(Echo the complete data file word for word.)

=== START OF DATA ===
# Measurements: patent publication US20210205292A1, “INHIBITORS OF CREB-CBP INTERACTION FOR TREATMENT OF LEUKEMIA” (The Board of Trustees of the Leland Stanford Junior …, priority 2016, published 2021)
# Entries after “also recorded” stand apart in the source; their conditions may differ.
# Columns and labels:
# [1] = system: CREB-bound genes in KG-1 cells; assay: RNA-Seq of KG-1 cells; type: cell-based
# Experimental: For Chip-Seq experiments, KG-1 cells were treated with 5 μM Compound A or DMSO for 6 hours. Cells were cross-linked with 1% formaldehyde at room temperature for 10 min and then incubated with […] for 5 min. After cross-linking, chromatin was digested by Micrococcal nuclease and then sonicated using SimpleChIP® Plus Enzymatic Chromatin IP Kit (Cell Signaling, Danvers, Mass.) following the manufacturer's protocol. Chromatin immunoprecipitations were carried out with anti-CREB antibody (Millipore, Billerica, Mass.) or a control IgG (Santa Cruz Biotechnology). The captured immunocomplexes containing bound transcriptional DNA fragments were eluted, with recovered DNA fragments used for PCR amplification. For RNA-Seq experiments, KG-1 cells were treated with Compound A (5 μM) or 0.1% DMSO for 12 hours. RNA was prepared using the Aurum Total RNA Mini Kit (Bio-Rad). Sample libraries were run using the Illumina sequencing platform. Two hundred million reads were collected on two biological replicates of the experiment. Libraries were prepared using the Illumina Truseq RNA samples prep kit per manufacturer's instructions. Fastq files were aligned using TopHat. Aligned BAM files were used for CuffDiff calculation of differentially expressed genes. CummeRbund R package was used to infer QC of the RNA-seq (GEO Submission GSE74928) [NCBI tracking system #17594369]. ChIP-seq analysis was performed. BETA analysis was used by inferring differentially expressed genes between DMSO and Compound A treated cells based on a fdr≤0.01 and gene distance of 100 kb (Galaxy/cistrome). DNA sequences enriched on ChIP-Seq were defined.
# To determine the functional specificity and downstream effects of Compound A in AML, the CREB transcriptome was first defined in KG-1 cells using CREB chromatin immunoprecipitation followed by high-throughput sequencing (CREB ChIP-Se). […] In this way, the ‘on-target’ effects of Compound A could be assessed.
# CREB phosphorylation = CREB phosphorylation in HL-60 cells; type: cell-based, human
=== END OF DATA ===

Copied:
# Measurements: patent publication US20210205292A1, “INHIBITORS OF CREB-CBP INTERACTION FOR TREATMENT OF LEUKEMIA” (The Board of Trustees of the Leland Stanford Junior …, priority 2016, published 2021)
# Entries after “also recorded” stand apart in the source; their conditions may differ.
# Columns and labels:
# [1] = system: CREB-bound genes in KG-1 cells; assay: RNA-Seq of KG-1 cells; type: cell-based
# Experimental: For Chip-Seq experiments, KG-1 cells were treated with 5 μM Compound A or DMSO for 6 hours. Cells were cross-linked with 1% formaldehyde at room temperature for 10 min and then incubated with […] for 5 min. After cross-linking, chromatin was digested by Micrococcal nuclease and then sonicated using SimpleChIP® Plus Enzymatic Chromatin IP Kit (Cell Signaling, Danvers, Mass.) following the manufacturer's protocol. Chromatin immunoprecipitations were carried out with anti-CREB antibody (Millipore, Billerica, Mass.) or a control IgG (Santa Cruz Biotechnology). The captured immunocomplexes containing bound transcriptional DNA fragments were eluted, with recovered DNA fragments used for PCR amplification. For RNA-Seq experiments, KG-1 cells were treated with Compound A (5 μM) or 0.1% DMSO for 12 hours. RNA was prepared using the Aurum Total RNA Mini Kit (Bio-Rad). Sample libraries were run using the Illumina sequencing platform. Two hundred million reads were collected on two biological replicates of the experiment. Libraries were prepared using the Illumina Truseq RNA samples prep kit per manufacturer's instructions. Fastq files were aligned using TopHat. Aligned BAM files were used for CuffDiff calculation of differentially expressed genes. CummeRbund R package was used to infer QC of the RNA-seq (GEO Submission GSE74928) [NCBI tracking system #17594369]. ChIP-seq analysis was performed. BETA analysis was used by inferring differentially expressed genes between DMSO and Compound A treated cells based on a fdr≤0.01 and gene distance of 100 kb (Galaxy/cistrome). DNA sequences enriched on ChIP-Seq were defined.
# To determine the functional specificity and downstream effects of Compound A in AML, the CREB transcriptome was first defined in KG-1 cells using CREB chromatin immunoprecipitation followed by high-throughput sequencing (CREB ChIP-Se). […] In this way, the ‘on-target’ effects of Compound A could be assessed.
# CREB phosphorylation = CREB phosphorylation in HL-60 cells; type: cell-based, human